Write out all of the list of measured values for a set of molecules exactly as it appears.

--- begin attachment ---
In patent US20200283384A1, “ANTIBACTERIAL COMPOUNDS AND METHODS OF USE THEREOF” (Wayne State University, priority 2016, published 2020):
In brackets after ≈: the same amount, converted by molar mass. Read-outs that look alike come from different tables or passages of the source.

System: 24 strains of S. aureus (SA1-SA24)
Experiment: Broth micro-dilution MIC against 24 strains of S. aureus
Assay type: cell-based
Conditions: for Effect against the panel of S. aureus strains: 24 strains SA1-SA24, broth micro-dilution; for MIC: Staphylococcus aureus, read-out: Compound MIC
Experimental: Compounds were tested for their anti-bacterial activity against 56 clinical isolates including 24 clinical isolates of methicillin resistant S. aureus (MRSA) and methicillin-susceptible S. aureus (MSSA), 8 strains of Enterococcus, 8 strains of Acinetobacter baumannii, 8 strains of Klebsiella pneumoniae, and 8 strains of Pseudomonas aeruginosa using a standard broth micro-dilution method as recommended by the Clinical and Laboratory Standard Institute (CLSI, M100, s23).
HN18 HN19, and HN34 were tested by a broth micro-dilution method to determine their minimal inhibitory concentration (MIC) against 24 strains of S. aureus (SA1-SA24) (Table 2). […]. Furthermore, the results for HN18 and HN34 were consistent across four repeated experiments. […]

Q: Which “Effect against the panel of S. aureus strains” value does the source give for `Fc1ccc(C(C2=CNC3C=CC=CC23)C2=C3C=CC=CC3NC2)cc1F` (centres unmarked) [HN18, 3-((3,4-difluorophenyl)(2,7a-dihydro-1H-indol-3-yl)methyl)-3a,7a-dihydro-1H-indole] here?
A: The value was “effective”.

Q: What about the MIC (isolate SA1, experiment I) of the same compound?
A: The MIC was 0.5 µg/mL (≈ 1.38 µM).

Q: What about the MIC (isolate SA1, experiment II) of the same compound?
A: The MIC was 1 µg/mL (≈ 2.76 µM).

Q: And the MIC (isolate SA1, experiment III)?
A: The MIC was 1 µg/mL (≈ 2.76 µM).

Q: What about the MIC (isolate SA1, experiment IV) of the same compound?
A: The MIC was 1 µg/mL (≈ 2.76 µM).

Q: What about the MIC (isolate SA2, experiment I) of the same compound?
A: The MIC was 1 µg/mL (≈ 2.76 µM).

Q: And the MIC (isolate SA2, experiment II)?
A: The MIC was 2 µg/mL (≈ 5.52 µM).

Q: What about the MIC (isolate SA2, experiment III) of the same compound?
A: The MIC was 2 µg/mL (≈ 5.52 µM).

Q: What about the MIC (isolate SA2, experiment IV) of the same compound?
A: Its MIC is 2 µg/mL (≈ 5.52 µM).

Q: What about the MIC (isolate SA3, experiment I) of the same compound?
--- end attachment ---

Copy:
In patent US20200283384A1, “ANTIBACTERIAL COMPOUNDS AND METHODS OF USE THEREOF” (Wayne State University, priority 2016, published 2020):
In brackets after ≈: the same amount, converted by molar mass. Read-outs that look alike come from different tables or passages of the source.

System: 24 strains of S. aureus (SA1-SA24)
Experiment: Broth micro-dilution MIC against 24 strains of S. aureus
Assay type: cell-based
Conditions: for Effect against the panel of S. aureus strains: 24 strains SA1-SA24, broth micro-dilution; for MIC: Staphylococcus aureus, read-out: Compound MIC
Experimental: Compounds were tested for their anti-bacterial activity against 56 clinical isolates including 24 clinical isolates of methicillin resistant S. aureus (MRSA) and methicillin-susceptible S. aureus (MSSA), 8 strains of Enterococcus, 8 strains of Acinetobacter baumannii, 8 strains of Klebsiella pneumoniae, and 8 strains of Pseudomonas aeruginosa using a standard broth micro-dilution method as recommended by the Clinical and Laboratory Standard Institute (CLSI, M100, s23).
HN18 HN19, and HN34 were tested by a broth micro-dilution method to determine their minimal inhibitory concentration (MIC) against 24 strains of S. aureus (SA1-SA24) (Table 2). […]. Furthermore, the results for HN18 and HN34 were consistent across four repeated experiments. […]

Q: Which “Effect against the panel of S. aureus strains” value does the source give for `Fc1ccc(C(C2=CNC3C=CC=CC23)C2=C3C=CC=CC3NC2)cc1F` (centres unmarked) [HN18, 3-((3,4-difluorophenyl)(2,7a-dihydro-1H-indol-3-yl)methyl)-3a,7a-dihydro-1H-indole] here?
A: The value was “effective”.

Q: What about the MIC (isolate SA1, experiment I) of the same compound?
A: The MIC was 0.5 µg/mL (≈ 1.38 µM).

Q: What about the MIC (isolate SA1, experiment II) of the same compound?
A: The MIC was 1 µg/mL (≈ 2.76 µM).

Q: And the MIC (isolate SA1, experiment III)?
A: The MIC was 1 µg/mL (≈ 2.76 µM).

Q: What about the MIC (isolate SA1, experiment IV) of the same compound?
A: The MIC was 1 µg/mL (≈ 2.76 µM).

Q: What about the MIC (isolate SA2, experiment I) of the same compound?
A: The MIC was 1 µg/mL (≈ 2.76 µM).

Q: And the MIC (isolate SA2, experiment II)?
A: The MIC was 2 µg/mL (≈ 5.52 µM).

Q: What about the MIC (isolate SA2, experiment III) of the same compound?
A: The MIC was 2 µg/mL (≈ 5.52 µM).

Q: What about the MIC (isolate SA2, experiment IV) of the same compound?
A: Its MIC is 2 µg/mL (≈ 5.52 µM).

Q: What about the MIC (isolate SA3, experiment I) of the same compound?